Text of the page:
Missing Titles in The Blue Notebook

This article on Vagabond Reviews‘ installation, Scientia Civitatis: Missing Titles, by Logan Sisley was originally published in The Blue Notebook: Journal for artists’ books, Volume 9 No 2, April 2015. See http://www.bookarts.uwe.ac.uk/bnotebk.htm for further information.

The Blue Notebook, Volume 9 No 2, April 2015

The Blue Notebook, Volume 9 No 2, April 2015

Scientia Civitatis: Missing Titles is an imaginary library of knowledge about cities which was realised by Vagabond Reviews for the exhibition, Phoenix Rising: Art and Civic Imagination, at Dublin City Gallery The Hugh Lane.[1] The work comprises 48 books which are exhibited face-out on a shelf running around the walls of a gallery. These are books that are intended to be looked at – not opened – as they are as yet unwritten. The titles were contributed by various individuals following an invitation from Vagabond Reviews, which comprises Ailbhe Murphy and Ciaran Smyth. They have written that the work ‘explores the city as an object of scientific knowledge and imagination, on the boundary between the thought and the unthought, the written and the unwritten, the real and the imagined.’ (Vagabond Reviews exhibition text).

Phoenix Rising: Art and Civic Imagination references the 1914 Dublin Civic Exhibition and the work of Scottish biologist, sociologist and planner Patrick Geddes. The Civic Exhibition attempted to re-imagine Dublin as ‘the phoenix of cities’ during a period of economic, social and political strife. Phoenix Rising did not seek to replicate or simply commemorate the Civic Exhibition, but aimed to reflect, through the work of contemporary artists, on certain aspects of the work of Patrick Geddes and broader questions of how we understand and represent cities. The exhibition opened in November 2014 following another period of economic crisis in Ireland and a re-emergence of the term ‘civic’ in public debate. Alongside Vagabond Reviews, Phoenix Rising featured work by Stephen Brandes, Mark Clare, Cliona Harmey, Stéphanie Nava and Mary-Ruth Walsh, whose works in various media respond both to Dublin itself and to imaginary, historical and ideal cities. A series of films, talks and tours was intended to echo The Summer School of Civics, held under the Directorship of Patrick Geddes in conjunction with the 1914 Civic Exhibition. A Phoenix Rising newsletter was produced throughout the exhibition period in order to extend the scope of the project and make available research generated by the exhibition process.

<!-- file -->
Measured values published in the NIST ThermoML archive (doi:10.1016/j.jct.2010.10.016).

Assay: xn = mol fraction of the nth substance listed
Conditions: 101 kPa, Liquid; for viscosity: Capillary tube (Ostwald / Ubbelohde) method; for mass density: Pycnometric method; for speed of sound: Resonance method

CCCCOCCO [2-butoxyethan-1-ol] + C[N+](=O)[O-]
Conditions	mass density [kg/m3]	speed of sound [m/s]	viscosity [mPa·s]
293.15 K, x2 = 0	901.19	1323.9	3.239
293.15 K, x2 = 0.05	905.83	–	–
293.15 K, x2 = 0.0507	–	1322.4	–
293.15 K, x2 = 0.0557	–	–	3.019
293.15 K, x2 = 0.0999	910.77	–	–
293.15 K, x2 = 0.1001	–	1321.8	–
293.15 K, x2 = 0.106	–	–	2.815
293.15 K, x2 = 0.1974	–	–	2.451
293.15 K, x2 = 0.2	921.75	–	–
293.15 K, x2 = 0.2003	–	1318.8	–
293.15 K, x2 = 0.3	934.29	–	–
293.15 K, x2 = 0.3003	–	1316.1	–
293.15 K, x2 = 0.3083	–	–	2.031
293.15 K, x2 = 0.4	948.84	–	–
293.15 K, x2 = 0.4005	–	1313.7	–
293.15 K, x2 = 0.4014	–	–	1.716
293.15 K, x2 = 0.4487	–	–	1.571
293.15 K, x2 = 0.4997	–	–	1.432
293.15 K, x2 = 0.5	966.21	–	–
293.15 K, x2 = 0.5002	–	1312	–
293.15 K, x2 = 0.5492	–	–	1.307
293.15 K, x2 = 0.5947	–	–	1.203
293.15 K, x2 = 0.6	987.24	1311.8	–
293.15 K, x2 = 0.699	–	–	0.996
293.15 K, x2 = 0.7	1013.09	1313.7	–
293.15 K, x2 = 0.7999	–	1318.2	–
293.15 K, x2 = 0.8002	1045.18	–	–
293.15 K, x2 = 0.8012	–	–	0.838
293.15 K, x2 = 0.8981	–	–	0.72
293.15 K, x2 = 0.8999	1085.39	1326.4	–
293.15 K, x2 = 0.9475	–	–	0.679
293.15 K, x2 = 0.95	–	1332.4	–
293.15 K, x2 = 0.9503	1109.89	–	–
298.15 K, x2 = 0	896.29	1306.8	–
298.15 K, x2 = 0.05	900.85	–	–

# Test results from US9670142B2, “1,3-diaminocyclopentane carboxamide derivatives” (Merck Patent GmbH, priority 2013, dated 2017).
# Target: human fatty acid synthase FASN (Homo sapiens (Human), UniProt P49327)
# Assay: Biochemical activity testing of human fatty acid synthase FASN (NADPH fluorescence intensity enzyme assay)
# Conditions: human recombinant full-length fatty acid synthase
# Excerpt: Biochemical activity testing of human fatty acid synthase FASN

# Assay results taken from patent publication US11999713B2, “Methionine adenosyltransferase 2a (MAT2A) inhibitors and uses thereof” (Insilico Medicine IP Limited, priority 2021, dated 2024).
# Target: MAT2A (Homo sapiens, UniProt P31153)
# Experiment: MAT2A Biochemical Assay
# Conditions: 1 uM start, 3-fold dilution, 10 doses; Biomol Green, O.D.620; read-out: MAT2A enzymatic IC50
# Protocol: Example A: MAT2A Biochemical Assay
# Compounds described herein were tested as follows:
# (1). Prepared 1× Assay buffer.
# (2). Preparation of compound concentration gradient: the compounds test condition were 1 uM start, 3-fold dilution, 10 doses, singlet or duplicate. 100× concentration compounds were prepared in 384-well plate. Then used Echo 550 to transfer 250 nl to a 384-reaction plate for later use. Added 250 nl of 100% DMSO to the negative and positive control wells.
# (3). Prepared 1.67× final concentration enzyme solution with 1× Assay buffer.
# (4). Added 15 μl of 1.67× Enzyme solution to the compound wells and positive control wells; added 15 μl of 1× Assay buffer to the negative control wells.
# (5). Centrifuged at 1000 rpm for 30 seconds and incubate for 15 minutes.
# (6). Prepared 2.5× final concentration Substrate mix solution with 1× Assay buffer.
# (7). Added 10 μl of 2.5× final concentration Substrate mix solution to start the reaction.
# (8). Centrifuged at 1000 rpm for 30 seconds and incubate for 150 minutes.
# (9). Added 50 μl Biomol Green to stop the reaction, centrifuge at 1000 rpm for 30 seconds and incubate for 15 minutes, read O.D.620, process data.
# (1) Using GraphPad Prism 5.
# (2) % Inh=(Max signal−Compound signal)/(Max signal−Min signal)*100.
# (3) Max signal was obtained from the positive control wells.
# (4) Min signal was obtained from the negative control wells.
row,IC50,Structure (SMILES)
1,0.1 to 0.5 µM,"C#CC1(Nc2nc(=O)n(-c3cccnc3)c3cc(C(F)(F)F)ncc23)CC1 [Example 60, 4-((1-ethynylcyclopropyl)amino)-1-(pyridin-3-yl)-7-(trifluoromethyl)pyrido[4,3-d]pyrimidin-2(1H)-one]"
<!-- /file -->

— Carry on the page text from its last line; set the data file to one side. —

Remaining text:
In response to an invitation to participate in Phoenix Rising, Vagabond Reviews developed Scientia Civitatis: Missing Titles, taking a cue from the interdisciplinary methodologies of Patrick Geddes in gathering a broad spectrum of perspectives on the city. Vagabond Reviews is an interdisciplinary arts initiative established in 2007 by artist Ailbhe Murphy and independent researcher Ciaran Smyth that harnesses the creative potential of both art and social science. They have sought to develop imaginative and collaborative models of knowledge production, representation and distribution through a combination of art practice, research strategies and critical review. Previous projects have investigated particular urban contexts, such as City (Re)Searches: Experiences of Being Public, an interdisciplinary arts-based inquiry into different typologies of being public in the Šančiai district of Kaunas, Lithuania. Other projects that reflect on urban experiences include a city-wide dialogue on public art in the city of Galway, Ireland, and a cultural archaeology of the Rialto area of Dublin in partnership with Fatima Groups United. Scientia Civitatis: Missing Titles was also informed by their ongoing research into the idea of the capital city and the various forms of capital – economic, political, and symbolic – that are embedded in the urban sphere.

In gathering the Missing Titles, Vagabond Reviews sought a ‘diagnostic snapshot’ from various disciplines of the thinking required to understand Dublin, or the contemporary city in general. They extended an invitation to people working in the fields of geography, architecture, political science, planning, medicine, sociology and other human sciences asking each for ‘a work that’s needed, even urgent, but unwritten in their field. It can be practical, provocative, revolutionary or otherwise immoderate in its ambition for the city.’ (Vagabond Reviews exhibition text) It was not long before titles were sent in and the response rate was high; they had clearly tapped into a rich store of unwritten knowledge.

Vagabond Reviews created an imaginary publishing house, Scientia Civitatis, as a mechanism through which to present the Missing Titles to the public. The name, translated from the Latin, means knowledge of the city. The covers of the books were designed with graphic designer Val Bogan and a consistent appearance was used in order to emphasise the titles rather than any visual imagery that might have been incorporated. Nonetheless, the appearance of the books is particular, resembling a series of texts that might have been produced by an academic publisher. They are hardcover, substantial and weighty in appearance. Along with the title and author information, each dust jacket is decorated with an abstract graphic, appropriately resembling a map of a city or an information network, and a green, yellow or blue coloured band. The titles were each allocated a colour by Vagabond Reviews, hinting at their own system of classification, although one which is not explicit. While the books themselves provided no information about the authors other than their names, a panel with an alphabetical list of contributors identified their field of enquiry and academic affiliation, if applicable.